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Atopia presents
Panache (Antlers) (2006)

"I love it. The feeling when you shoot."
- a hunter

Review By: Rich Rosell   
Published: January 21, 2008

Director: André-Line Beauparlant

MPAA Rating: Not Rated for (language, hunting sequences)
Run Time: 01h:29m:36s
Release Date: October 02, 2007
UPC: 692074005106
Genre: documentary

Image Transfer
Audio Transfer
B B-B-B- D-

DVD Review

I'll admit that I carry something of a double standard when it comes to the subject of hunting. A part of me "gets it" somehow when a hunter will use the animal for food, but I never fully understood the idea of simply shooting for shooting sakes. And this comes from a guy who used to enjoy fishing. I know it isn't really isn't all that different, because there have been many times when I fished just for the "fun" of it, though I'm sure the fish didn't have the same degree of fun, what with a set of sharp treble hooks in their mouth.

However hypocritical that is, hunting deer or moose or bear or whatever has always seemed completely alien and unrelatable to me.

Filmmaker André-Line Beauparlant has attempted to untangle this knotty subject in her 2006 French-language Canadian documentary Panache (Antlers). Beauparlant looks at six hunters in the seemingly remote Montcerf region of Canada, alternatingly following them on hunts and then interviewing them, allowing their words to form some sort of structure on why it is they live to hunt. Their comments paint them not as gun-toting nuts, but reveals a mixture of deep family tradition that the act of the hunt brings to them, as well as some much more practical motivations.

Beauparlant tries to play fly-on-the-wall, allowing her subjects the room to expound on what it all means. Yet naturally that also means plenty of closeup footage of animals being cleaned (aka disemboweled), so there's likely an automatic ick factor for some viewers. And while this never seems wholly gratuitous—and it is certainly part of the process Beauparlant is exploring—these sequences serve to make her documentary more of an unpleasant visual experience for non-hunters willing to sit down and listen to the "other side". But to the men Beauparlant follows, this process is shown as so natural that during one sequence a hunter's young daughter (she can't be more than six) watches with adorably inquisitive fascination as her father guts and cleans one of his kills. Normal for her. Maybe not so much for me.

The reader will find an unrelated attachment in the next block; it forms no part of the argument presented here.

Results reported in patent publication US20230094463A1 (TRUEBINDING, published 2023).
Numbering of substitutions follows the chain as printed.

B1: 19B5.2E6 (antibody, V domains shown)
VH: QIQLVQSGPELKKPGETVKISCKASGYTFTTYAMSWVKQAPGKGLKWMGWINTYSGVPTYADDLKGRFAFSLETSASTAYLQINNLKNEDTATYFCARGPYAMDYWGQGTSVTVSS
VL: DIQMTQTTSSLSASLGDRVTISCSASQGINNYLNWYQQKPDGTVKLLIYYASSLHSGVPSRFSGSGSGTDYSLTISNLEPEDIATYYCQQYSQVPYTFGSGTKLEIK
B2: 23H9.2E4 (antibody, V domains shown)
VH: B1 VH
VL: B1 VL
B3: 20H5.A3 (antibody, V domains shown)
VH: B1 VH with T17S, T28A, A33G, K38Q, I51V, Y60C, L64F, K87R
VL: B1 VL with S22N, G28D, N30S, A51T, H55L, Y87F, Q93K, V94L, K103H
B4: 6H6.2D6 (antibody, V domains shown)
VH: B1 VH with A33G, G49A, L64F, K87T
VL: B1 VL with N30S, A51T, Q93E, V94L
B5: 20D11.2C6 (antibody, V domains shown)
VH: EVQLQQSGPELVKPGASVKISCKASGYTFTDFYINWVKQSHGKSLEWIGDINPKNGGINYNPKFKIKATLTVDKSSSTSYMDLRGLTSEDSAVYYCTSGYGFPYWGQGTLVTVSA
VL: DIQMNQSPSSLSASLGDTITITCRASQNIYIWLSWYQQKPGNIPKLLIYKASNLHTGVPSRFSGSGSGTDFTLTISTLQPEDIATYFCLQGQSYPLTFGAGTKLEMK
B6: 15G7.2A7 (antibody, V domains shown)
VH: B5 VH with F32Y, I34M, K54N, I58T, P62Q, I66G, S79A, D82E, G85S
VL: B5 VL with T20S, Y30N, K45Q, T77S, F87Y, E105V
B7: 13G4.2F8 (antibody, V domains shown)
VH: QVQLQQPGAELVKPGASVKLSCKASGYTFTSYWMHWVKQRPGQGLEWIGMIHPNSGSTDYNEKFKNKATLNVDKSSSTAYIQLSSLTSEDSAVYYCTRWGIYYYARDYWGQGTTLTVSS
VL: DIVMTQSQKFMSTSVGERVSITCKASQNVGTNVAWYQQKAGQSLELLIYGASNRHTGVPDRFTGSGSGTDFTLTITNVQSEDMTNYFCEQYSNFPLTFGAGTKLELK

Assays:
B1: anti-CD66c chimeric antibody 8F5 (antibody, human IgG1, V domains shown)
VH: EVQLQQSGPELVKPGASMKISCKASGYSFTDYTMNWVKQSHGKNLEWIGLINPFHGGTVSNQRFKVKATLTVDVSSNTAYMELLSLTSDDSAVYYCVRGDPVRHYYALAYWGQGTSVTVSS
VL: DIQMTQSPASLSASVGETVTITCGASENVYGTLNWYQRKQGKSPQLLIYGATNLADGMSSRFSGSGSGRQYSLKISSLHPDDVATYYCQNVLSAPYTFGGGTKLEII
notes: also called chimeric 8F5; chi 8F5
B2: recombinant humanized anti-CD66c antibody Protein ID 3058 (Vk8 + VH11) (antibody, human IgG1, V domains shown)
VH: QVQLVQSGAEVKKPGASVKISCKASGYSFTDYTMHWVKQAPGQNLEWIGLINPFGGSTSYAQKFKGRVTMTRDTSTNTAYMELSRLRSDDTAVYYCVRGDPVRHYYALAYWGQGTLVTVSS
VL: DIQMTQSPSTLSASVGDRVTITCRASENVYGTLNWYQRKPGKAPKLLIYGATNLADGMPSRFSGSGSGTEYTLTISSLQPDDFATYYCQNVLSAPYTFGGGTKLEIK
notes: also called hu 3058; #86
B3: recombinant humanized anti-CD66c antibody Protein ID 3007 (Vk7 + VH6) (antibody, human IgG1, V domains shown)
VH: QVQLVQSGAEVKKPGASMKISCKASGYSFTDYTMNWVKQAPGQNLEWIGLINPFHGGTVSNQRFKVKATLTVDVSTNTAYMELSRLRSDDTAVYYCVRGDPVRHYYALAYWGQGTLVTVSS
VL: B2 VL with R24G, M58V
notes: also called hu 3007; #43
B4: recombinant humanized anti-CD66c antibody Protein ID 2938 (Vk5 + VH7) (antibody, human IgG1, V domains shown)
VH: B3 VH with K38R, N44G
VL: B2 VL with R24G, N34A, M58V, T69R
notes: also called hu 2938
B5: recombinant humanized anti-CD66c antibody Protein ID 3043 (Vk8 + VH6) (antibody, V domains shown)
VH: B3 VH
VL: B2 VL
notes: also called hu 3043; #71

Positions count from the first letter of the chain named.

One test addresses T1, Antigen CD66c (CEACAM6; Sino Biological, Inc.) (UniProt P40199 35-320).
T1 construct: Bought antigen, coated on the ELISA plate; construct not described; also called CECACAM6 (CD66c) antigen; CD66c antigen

I read an interview with Beauparlant where she discussed her original aversion to hunting prior to making Panache (Antlers), and that over time she came to understand what she referred to as the "complex and unsettling universe". Her film clearly wants to take viewers—especially non-hunters I imagine—on that same type of journey of seeing an emotional subject such as this from a different angle.

There's no issue with the men she profiles, whose reasons and outlooks are remarkably pragmatic, it's just all of that closeup gutting may make the message a tougher one to deliver to the audience she intended.

Rating for Style: B
Rating for Substance: B-


Image Transfer

Aspect Ratio1.85:1 - Full Frame
Original Aspect Rationo

Image Transfer Review: The backcover lists this as enhanced for 16x9 sets, though the presentation is actually nonanamorphic widescreen. Shot in often hand-held documentary style in the Canadian woods, the overall fluctuates dependent on scene and location. Edges tend to be soft, but colors hold up fairly well for the duration. No major evidence of dirt or blemishes.

Image Transfer Grade: B-


Audio Transfer

 LanguageRemote Access
DS 2.0Frenchno

Audio Transfer Review: No issues with the sound quality of the original 2.0 French language audio track. No hiss or crackle, and voice clarity is consistent under a variety of conditions.

Audio Transfer Grade: B-


Disc Extras

Static menu
Scene Access with 10 cues and remote access
Subtitles/Captions in English with remote access
1 Original Trailer(s)
4 Other Trailer(s) featuring The Short Life of Jose Antonio Gutierrez, Missing Victor Pellerin, Jimmywork, Imitation
Packaging: generic plastic keepcase
Picture Disc
1 Disc
1-Sided disc(s)
Layers: single

Extras Review: Upon loading the disc, there is an option for either French or English language menu options. Other than that there's not much here, short of a theatrical trailer and four other previews.

The single layer disc is cut into 10 chapters, with optional English subs.

Extras Grade: D-


Final Comments

Hunting can be a very derisive subject, but filmmaker André-Line Beauparlant has managed to mix the graphic realities of something like field dressing a moose with an almost poetic subtext of just what it all means to six Canadian hunters.

Sometimes ugly, but very insightful.


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